A battle with neuroendocrine tumors, the rare cancer that took Steve Jobs' life, empowers Zuniga to educate others fighting uncommon diseases.
You probably haven’t heard of neuroendocrine tumors (NETs), or may have learned of it when Steve Jobs died of the condition in 2011. Arizona resident Jennifer Zuniga was diagnosed with the condition in 2001. Since then, she’s made it her daily mission to educate and empower others struggling with a rare disease.
The hardest parts of having an uncommon disease, it’s estimated that more than 12,000 Americans are diagnosed with a neuroendocrine tumor each year, are not knowing what symptoms to look for, having to explain over and over again how you feel to doctors, trying to get health insurance coverage, and facing limited resources.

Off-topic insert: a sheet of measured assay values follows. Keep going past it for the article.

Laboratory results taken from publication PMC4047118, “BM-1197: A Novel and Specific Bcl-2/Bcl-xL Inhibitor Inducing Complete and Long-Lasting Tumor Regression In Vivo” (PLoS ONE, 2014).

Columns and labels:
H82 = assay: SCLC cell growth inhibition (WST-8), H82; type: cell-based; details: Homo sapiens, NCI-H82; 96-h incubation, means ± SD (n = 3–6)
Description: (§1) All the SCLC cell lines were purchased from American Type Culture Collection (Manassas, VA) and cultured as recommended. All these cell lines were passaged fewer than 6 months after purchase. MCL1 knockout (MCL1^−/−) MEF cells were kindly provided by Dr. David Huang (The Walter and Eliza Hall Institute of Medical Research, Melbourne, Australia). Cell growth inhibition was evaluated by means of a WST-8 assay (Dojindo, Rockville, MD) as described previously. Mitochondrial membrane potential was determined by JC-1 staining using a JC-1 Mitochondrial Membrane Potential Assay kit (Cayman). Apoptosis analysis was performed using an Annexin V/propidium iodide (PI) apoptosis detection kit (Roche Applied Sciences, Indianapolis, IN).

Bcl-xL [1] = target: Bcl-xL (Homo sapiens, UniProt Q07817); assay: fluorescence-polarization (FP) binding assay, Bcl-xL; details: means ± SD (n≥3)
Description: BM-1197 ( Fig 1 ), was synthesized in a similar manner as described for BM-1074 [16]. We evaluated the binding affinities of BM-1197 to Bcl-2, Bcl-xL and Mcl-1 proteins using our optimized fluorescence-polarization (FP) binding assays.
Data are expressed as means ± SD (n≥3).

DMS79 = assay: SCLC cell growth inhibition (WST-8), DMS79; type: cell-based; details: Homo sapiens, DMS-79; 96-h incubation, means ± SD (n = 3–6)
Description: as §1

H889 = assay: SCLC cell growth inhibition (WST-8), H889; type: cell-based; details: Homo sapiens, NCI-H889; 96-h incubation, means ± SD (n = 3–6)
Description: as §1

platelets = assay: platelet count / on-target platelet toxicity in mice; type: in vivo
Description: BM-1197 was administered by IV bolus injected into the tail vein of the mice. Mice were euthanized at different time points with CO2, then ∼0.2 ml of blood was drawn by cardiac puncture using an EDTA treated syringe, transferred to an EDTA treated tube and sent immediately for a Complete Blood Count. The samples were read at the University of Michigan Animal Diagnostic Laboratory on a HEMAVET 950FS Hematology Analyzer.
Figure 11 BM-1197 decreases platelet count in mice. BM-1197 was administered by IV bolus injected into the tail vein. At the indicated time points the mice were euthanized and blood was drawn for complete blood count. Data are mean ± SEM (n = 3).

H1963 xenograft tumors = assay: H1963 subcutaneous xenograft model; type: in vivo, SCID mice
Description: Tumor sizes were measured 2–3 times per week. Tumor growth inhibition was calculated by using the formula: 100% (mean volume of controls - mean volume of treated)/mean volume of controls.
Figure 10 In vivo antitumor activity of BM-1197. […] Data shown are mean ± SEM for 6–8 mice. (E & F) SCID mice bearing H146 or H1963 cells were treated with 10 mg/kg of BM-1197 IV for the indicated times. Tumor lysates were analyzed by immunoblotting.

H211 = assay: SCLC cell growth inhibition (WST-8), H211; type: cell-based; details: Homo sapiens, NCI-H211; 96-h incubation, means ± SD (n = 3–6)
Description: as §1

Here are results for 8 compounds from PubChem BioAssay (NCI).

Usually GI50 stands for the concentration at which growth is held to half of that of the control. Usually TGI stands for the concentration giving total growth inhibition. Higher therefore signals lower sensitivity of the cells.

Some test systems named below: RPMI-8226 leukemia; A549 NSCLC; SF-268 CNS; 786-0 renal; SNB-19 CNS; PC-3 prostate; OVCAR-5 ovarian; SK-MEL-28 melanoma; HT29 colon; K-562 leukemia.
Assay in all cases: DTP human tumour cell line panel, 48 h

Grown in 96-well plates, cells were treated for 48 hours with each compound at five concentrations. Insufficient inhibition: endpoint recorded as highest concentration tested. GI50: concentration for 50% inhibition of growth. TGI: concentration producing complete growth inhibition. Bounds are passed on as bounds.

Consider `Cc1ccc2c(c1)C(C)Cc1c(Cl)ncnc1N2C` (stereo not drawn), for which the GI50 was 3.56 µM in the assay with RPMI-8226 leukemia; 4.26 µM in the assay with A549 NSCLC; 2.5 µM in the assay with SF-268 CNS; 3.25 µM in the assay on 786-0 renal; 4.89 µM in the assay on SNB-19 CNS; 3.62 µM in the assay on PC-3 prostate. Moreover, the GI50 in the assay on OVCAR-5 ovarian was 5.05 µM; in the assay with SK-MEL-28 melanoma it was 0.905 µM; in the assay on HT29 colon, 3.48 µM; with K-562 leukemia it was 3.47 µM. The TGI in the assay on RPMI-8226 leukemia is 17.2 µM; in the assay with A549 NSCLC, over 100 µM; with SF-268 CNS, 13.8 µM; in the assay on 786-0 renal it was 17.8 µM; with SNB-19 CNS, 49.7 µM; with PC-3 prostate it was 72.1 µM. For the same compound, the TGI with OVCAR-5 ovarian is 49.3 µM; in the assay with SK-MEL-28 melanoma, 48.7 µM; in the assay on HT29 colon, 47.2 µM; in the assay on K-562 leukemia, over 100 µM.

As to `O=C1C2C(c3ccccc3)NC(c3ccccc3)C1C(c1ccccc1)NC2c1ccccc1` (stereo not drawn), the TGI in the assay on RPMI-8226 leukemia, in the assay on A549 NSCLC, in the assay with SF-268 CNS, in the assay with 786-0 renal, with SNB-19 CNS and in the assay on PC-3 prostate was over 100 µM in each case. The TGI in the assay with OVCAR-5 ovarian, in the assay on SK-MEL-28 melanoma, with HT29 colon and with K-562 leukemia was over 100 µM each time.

“When you have a more common disease, there are symptoms doctors can point to,” Zuniga said. “With a rare disease, doctors don’t always know what to look for.”
Zuniga was diagnosed early. “I was having my annual mammogram and a lump was discovered in my right breast,” she said.
After she came out of surgery, her doctors told her she didn’t have breast cancer. About a year later, she found another tumor. “It was about an inch away from where the first lump was found,” she explained.
An oncologist who specialized in NETs recognized it as neuroendocrine cancer. Neuroendocrine tumors develop in cells that make hormones, which control a variety of functions, and can develop in the gastrointestinal tract, including your stomach, pancreas, intestines, colon, and rectum. Some people with NETs also develop carcinoid syndrome, a rare condition that occurs when NETs produce too much serotonin. Many people with carcinoid syndrome have frequent and debilitating diarrhea, facial flushing, fatigue and, over time, heart valve damage.
“The diarrhea that I thought was normal, was not,” she said. That symptom alerted doctors that she had neuroendocrine tumors.
October 23, 2017
Janet O’Dell, RN